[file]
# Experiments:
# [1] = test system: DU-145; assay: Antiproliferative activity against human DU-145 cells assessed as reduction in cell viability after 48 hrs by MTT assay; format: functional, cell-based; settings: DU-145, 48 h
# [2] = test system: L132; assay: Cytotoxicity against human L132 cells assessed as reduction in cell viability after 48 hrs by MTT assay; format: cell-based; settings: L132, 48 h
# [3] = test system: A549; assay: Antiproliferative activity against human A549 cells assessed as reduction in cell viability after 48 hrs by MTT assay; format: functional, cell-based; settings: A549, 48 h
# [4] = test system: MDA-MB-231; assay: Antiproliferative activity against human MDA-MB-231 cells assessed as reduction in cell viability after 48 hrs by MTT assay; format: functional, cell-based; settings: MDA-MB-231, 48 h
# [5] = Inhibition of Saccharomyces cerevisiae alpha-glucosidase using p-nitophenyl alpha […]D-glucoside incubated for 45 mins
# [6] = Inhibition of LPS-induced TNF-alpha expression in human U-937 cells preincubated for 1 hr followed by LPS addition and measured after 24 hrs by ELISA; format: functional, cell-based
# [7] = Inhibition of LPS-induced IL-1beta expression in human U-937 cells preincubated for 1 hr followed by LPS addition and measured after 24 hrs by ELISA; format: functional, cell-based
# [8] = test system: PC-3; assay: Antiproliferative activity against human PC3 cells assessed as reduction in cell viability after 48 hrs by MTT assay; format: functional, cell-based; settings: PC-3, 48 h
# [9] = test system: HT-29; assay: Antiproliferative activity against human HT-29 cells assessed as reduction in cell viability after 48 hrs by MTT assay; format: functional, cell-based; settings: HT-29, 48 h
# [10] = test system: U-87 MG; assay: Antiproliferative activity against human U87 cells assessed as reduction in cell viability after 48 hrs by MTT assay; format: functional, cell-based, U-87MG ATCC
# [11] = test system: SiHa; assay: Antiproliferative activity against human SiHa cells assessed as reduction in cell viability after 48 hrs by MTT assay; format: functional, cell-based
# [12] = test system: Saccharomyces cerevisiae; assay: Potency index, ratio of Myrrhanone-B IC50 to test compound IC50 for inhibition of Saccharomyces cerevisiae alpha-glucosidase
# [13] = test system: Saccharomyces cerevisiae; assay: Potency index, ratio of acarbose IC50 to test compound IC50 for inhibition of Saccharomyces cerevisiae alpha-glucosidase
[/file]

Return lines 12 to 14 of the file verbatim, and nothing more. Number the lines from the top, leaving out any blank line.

# [11] = test system: SiHa; assay: Antiproliferative activity against human SiHa cells assessed as reduction in cell viability after 48 hrs by MTT assay; format: functional, cell-based
# [12] = test system: Saccharomyces cerevisiae; assay: Potency index, ratio of Myrrhanone-B IC50 to test compound IC50 for inhibition of Saccharomyces cerevisiae alpha-glucosidase
# [13] = test system: Saccharomyces cerevisiae; assay: Potency index, ratio of acarbose IC50 to test compound IC50 for inhibition of Saccharomyces cerevisiae alpha-glucosidase